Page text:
This is a true story told to, the worldwide leader in providing online employment resources for Hispanic and bilingual professionals since 1997. With 95 of the Fortune 100 companies using its service, LatPro is the largest diversity employment site in the U.S. and the most complete personal career advancement service for Latino and bilingual professionals. Visit to find careers in your field specifically tailored for Hispanic and bilingual professionals like yourself. I am the mayor of the town of Irmo, South Carolina. I have six years of political experience. I was elected to the Irmo Town Council in 2005, re-elected in 2009, and then elected as Mayor in 2011 for a four-year term. I make decisions with a council of five members in regards to the town of Irmo. We discuss and vote on the various issues that arise. Some people may find it surprising that in our form of government, called a council-form, the mayor is only one vote; he has no more power than other council members. On a scale of one to ten I would rate my job as a five. In order to unleash my full enthusiasm I would like to see the attitudes of other council members become more desirous to do what is best for our town, and not for themselves. This job does move me in that I feel like I am exactly where I am supposed to be at this time in my life. I like being in this position, as I can truly be a voice for the people of my town, and do what is in my authority to effect change where change is necessary. Two of the other council members I am now serving with also ran for mayor in November 2011, and lost to me. Another council member who just got elected again was defeated and unseated by me in 2005 when I first got elected to serve on Town Council. I prayed months ago for God to make me a humble man and teach me patience. Wow, was my timing good or what? I got into this line of work due to a long desire to be involved in politics. Unfortunately, in the world of politics some lessons are learned the hard way. In my case, I learned that campaigns have consequences; so does telling the truth. You enter this field thinking that your colleagues are all on the same page, and that they too have entered the world of politics because they want to help people. It is disheartening when you learn that most people simply enjoy having the power associated with the position and have no intention to serve the people of their town. The strangest thing that has ever happened to me in this job is being addressed as “honorable” just because I got elected. I get up and go to work each day for most of the same reasons everyone else in the working world does: I have a family to support and bills to pay, but at the same time, I do desire to be part of the solution in my community rather than the problem, and I believe that I will have more resources and power behind my voice to see that positive changes are made in my community. I think it is really neat that I can be a part of that whole process. I deal with a number of stressful challenges each day, from cronyism and egos to political issues, neighborhood issues, neighbors, contributors, apathy, and low voter turnout. While these things may sound negative, if you are steered by the right type of motivation, then all things can work together for good. A rough salary for my position is approximately $550 per month plus expenses. Obviously this is not very much money, and I do not believe I am paid nearly enough for the amount of work I do each day. However, I also have a full time job which allows me to live comfortably and provide for my family. Aside from my job in politics, I am a business owner, so I am working all the time. I do not take any vacation time unless it is absolutely necessary. If a friend was contemplating entering this line of work I would tell him or her not to do it unless he or she had a sincere desire to use the gained “power” for the good of the community. I would also communicate that common sense, good communication skills, and attention to detail will all help you succeed in the field of politics. If I could write my own ticket, I would like to be running political campaigns for others, political lobbying, and expanding my other business in five years. Image Credit: Shutterstock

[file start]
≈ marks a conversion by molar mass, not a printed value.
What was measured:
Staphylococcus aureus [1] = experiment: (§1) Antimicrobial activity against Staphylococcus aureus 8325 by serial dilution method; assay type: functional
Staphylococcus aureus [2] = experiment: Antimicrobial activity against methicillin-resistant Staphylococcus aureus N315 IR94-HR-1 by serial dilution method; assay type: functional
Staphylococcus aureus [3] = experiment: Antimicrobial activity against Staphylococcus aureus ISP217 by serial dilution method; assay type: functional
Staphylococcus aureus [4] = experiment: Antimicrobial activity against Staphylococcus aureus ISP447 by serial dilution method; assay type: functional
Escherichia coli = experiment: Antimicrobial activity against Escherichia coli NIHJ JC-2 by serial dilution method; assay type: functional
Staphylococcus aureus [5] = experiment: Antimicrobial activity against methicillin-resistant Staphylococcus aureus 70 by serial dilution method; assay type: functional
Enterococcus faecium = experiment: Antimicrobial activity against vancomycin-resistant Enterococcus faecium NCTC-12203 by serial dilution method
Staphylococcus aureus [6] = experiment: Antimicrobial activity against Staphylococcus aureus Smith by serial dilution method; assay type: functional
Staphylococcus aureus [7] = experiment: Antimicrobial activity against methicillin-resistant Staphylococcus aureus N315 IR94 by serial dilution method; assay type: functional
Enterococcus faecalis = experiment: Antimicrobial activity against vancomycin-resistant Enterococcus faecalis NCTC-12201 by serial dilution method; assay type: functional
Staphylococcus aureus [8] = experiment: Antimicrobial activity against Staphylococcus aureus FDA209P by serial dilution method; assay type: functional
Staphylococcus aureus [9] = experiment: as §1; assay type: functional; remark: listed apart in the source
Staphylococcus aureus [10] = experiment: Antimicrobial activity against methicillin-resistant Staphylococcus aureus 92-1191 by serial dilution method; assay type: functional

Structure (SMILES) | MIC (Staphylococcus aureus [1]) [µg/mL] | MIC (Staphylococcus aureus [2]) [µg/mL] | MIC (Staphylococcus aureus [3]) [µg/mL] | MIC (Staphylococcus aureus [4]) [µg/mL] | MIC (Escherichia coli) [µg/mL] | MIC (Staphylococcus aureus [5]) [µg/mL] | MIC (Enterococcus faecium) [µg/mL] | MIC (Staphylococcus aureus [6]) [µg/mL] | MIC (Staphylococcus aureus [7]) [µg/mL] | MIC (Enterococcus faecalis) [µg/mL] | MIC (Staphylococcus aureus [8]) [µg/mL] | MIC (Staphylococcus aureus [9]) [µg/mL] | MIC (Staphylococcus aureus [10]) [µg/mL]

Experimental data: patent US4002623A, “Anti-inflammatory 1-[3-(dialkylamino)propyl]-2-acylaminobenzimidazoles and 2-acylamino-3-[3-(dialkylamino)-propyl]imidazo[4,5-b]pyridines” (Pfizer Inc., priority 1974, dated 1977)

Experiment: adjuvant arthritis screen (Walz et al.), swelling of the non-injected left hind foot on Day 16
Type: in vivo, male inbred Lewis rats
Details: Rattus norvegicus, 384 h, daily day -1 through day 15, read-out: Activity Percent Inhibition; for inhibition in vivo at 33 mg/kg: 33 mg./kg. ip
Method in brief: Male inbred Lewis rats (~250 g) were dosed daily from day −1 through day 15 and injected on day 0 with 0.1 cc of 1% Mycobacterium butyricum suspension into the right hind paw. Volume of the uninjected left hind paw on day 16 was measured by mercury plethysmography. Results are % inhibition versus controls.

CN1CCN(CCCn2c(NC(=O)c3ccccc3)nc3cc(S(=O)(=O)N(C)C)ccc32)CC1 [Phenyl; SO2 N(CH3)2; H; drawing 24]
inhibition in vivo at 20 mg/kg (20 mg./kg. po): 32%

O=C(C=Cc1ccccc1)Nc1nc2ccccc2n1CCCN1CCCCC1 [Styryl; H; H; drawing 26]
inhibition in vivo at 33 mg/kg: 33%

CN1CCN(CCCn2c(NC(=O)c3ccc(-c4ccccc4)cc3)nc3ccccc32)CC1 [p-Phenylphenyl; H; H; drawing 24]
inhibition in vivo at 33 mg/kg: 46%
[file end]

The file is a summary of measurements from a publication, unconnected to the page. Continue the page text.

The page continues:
This is a true story told to, the worldwide leader in providing online employment resources for Hispanic and bilingual professionals since 1997. With 95 of the Fortune 100 companies using its service, LatPro is the largest diversity employment site in the U.S. and the most complete personal career advancement service for Latino and bilingual professionals. Visit to find careers in your field specifically tailored for Hispanic and bilingual professionals like yourself. I have worked in the tour guide business in Egypt for one year and consider it to be one of the greatest memories of my life. Packing your bags and moving oversees may seem like a big step, however, things fall nicely into place once you get your boots on the ground. I was based in Cairo and shared a spacious apartment with a French woman who worked for the Coca Cola Company downtown. Though the tour guide business in Egypt demands long and irregular hours, life was pleasant along the river Nile and I met some fascinating and wonderful people. The tour guide trade opens the door to new people and cultures, making this a fantastic long or short-term working abroad experience. The best part about a tour guide career is that no two days are exactly alike. This type of work is ideal for those who thrive on the adrenaline of the unexpected and can make friends easily under pressure. My day could usurp morning, noon, and night with guided tours and often required long waits at the airport for incoming tour group clients. The first step is to meet and greet the guests, get them through customs and assist them at the hotel for check-in. My college undergrad was in Criminal Justice; however, I took eighteen units of Hospitality Management and some tour guide classes. I also speak, read and write fluent German and have learned basic conversational Egyptian Arabic. Bilingual skills are necessary for foreign tour guide services, however, becoming a multi-lingual guide will increase your job prospects and send you to the front of the line. My tour groups were usually about fifteen to thirty visitors, and on a few occasions, I had only one small party traveling together. My clients received a written outline of their itinerary from the main office and they could expect a three to four hour tour of Cairo each day. The main events were always The Egyptian Museum, The Great Pyramid, Sphinx, Solar Boat Museum, and a drop-off at the Khan el-Khalili souk for a self-guided tour through the shops. In addition to the standard points of interests in the city, my clients were able to book additional sightseeing with me for extended tours such as a day trip to Alexandria, an excursion to Dashur, or a special night out on the town aboard a Nile dinner cruise ship. Although being a tour guide appears to be a very structured line of work, it has its elements of surprise that requires some quick thinking on your feet. I would give my cell phone number to my clients and urged them to call me if they had any travel difficulties, would like to arrange something special, or if they needed some fast facts on adjusting to life in Egypt. To connect well and establish an instant rapport with foreign travelers, it is essential to possess a high level of people skills. Though the pressure could be intense dealing with late drivers, combative clients or juggling last minute reservations, I kept going with a smile because I knew I was appreciated and applauded by the majority of my guests. No matter how hot and bothered some of my clients would be, I always remembered that they might have had to save their money for years to take a fabulous trip to Egypt, and my pride and joy was making their Cairo experience a pleasant one. The academic side for training in this exciting field does not communicate the hard work and energy that the tour guide business requires. It may not be brain surgery, but it does require a quick and sharp mind to problem solve for each unique individual on the tour and spin a lot of wheels to keep the group activities interesting and entertaining. At the end of the tour in Cairo, most of my clients would be moving on to Luxor or Aswan to board a Nile cruise ship, then perhaps spend a few days on the beaches at The Red Sea. However, this is not goodbye as they will return to Cairo for the final one or two days of their itinerary. My clients were briefed on the proper etiquette for tipping in Egypt, which was approximately fifteen Egyptian pounds per person, per day. I knew I was not going to get rich working as a tour guide in Cairo, however the base pay was decent and the tips were excellent. The bonus to the job was having some free time in Egypt and exploring the country from top to bottom on my own. I was given drastically reduced hotel rates, low airfare and train tickets, and was able to see Egypt at my own pace with two five-day vacations over the year. My best advice to someone considering a tour guide position abroad is to choose a country that interests you and let your passion for travel lead the way. In addition, get the best education you can and get busy with one or more foreign languages. I got started in this line of work from hearing a friend rave about her tour guide job in New York City and decided to make it happen for myself in my beloved Egypt. Since I left my job in Cairo, life has become more complicated with ties to the United States. This confirms that my timing was right to chase the dream, board the plane, and create some priceless memories overseas. If you are feeling the pull to do something different with your life, I say now is the time to make it happen. Working abroad image paul prescott /